Implementing steering for a “real”, physics based, 3d vehicle is a bit more tricky than it is for the simple 2d examples usually provided. Most importantly, you don’t have direct input over the result. You can’t simply come up with a force vector, directly apply that on your vehicle, and modify it’s position accordingly. Instead it has to be fed to the driver, who has to step on a pedal, who feeds an engine that drives something with a good amount of inertia.
So, the idea with Steering is that you can easily combine multiple behaviors and get a good resulting vector out. The most classic and well known implementation is probably boids, the bird simulation from the 1980's.
For example, you can have one steering behavior called seek that returns a vector to some target position, and one called avoid that returns a vector pointing away from the nearest obstacle (scaled after the distance to the obstacle).
In theory, it’s a great idea. In practice, it’s… still good! But it’s not entirely easy to get right, and it’s not just something you can add and then expect your car to easily handle getting to the correct place while also not bumping into anything along the way.
So how does it work, naively? Well, you loop over all of the current steering behaviors (I’ll go through how you set up which ones are current later), each returning a vector that you sum up. When done, you check if it’s magnitude is larger than the vehicle’s maximum speed, and if so, you truncate it. Then it’s fed to the driver component.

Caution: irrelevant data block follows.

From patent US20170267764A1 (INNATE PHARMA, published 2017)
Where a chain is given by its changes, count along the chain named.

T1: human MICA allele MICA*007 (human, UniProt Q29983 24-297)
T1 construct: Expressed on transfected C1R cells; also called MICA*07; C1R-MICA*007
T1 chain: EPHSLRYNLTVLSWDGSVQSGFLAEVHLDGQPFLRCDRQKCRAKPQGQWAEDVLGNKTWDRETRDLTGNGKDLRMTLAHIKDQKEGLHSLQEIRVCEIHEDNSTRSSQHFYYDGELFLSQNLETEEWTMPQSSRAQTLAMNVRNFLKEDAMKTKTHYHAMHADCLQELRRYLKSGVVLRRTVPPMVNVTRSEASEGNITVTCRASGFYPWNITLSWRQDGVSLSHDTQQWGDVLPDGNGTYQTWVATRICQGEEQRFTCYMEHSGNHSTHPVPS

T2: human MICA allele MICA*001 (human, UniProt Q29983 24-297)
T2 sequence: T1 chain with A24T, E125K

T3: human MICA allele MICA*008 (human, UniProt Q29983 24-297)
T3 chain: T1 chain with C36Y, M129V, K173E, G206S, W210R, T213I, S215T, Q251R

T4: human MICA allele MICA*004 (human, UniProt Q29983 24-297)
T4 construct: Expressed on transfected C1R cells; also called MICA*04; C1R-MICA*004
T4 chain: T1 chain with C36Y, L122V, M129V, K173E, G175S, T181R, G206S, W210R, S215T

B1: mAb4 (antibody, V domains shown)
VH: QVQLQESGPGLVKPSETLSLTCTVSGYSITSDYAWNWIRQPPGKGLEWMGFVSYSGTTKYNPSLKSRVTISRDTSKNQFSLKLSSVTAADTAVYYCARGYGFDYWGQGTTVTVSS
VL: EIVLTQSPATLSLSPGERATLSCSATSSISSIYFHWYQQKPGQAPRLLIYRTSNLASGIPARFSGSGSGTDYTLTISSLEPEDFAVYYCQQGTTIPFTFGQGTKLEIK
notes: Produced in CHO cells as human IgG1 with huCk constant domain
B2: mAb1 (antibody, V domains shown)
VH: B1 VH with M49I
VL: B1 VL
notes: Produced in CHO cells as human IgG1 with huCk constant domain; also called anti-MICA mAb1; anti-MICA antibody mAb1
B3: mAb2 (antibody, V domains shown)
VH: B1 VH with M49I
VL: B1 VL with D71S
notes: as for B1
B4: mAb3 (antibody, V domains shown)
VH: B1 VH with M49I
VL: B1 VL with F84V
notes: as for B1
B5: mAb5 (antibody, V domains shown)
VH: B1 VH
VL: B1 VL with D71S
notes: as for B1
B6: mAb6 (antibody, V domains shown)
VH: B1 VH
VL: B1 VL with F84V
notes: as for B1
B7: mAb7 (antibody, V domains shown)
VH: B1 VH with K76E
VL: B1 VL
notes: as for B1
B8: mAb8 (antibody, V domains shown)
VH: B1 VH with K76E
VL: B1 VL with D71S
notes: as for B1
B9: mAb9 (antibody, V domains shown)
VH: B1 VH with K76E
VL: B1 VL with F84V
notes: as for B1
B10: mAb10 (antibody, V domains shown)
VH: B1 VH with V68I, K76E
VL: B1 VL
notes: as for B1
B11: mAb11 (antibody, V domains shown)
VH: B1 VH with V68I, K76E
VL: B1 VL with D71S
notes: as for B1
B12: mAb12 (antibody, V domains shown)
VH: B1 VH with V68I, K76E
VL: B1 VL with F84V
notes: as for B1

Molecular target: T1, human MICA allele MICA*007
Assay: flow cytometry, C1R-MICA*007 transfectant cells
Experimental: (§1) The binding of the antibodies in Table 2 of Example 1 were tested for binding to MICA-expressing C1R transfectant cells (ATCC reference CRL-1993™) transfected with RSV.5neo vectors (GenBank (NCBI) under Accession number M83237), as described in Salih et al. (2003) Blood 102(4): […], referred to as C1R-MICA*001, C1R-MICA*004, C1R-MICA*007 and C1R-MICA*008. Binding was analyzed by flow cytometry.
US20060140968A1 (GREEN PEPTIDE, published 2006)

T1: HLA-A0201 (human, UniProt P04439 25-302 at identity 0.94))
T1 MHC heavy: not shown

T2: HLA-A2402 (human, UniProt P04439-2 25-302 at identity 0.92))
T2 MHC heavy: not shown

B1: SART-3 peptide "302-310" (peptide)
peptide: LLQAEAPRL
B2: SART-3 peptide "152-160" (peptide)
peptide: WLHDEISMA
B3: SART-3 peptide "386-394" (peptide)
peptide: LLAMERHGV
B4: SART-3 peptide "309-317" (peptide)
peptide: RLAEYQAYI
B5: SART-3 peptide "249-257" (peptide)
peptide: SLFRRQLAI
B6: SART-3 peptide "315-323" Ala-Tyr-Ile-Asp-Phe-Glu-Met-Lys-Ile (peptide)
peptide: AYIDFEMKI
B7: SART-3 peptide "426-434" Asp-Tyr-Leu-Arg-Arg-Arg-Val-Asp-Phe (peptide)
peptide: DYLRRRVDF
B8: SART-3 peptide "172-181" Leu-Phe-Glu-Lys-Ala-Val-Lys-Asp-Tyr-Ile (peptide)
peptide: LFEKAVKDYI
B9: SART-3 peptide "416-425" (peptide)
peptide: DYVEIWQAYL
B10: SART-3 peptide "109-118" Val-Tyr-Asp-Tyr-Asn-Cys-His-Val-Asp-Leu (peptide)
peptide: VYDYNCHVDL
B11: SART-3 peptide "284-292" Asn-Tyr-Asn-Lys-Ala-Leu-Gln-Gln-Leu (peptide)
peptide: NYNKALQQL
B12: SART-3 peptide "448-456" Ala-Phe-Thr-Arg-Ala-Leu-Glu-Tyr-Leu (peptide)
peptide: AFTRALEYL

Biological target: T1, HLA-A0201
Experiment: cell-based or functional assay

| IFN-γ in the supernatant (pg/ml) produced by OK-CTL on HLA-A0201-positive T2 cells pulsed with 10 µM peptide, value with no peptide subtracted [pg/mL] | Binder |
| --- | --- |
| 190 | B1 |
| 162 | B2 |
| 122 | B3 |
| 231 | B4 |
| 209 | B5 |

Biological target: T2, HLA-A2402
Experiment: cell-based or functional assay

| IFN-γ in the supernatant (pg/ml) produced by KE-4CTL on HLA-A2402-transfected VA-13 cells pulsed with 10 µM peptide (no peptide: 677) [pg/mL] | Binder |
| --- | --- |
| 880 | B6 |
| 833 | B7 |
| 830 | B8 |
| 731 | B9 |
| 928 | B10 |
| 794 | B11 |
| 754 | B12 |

A problem with that is that, say your seek behavior always returns (direction_to_target * vehicle_ext.max_speed), because that’s its job, right? Then it’ll always be worth at least as much as the avoid behavior, unless you allow the avoid behavior to return huge vectors to compensate. That’s not a good route to go, though.
(Actually, the seek behavior is slightly more complex than that, but you get the idea.)
One thing you can do is to weigh different behaviors, so that the vector returned by avoid is scaled up. I think that’s probably reasonable to have as a variable to tweak, but even though I hadn’t had that much time to play with that yet, my experiments and gut feeling tells me it’s better to keep those weights to values not that far from 1.
One technique that I think makes a lot of sense is something I snapped up from reading Programming Game AI By Example by Mat Buckland. Prioritized steering. It’s simple enough that it should be obvious, but I’m sure it would’ve taken me a long time to figure it out on my own.
You sort the behaviors in order of which one is most important. Then you run them in order, until you’ve either run all of them, or the vector is larger than the vehicle’s max speed, in which case stop and truncate the last vector before adding it on. How to decide which are more important than others is probably something you have to test, but it’s not hard to realize that avoiding an obstacle is more important than getting to your target on time.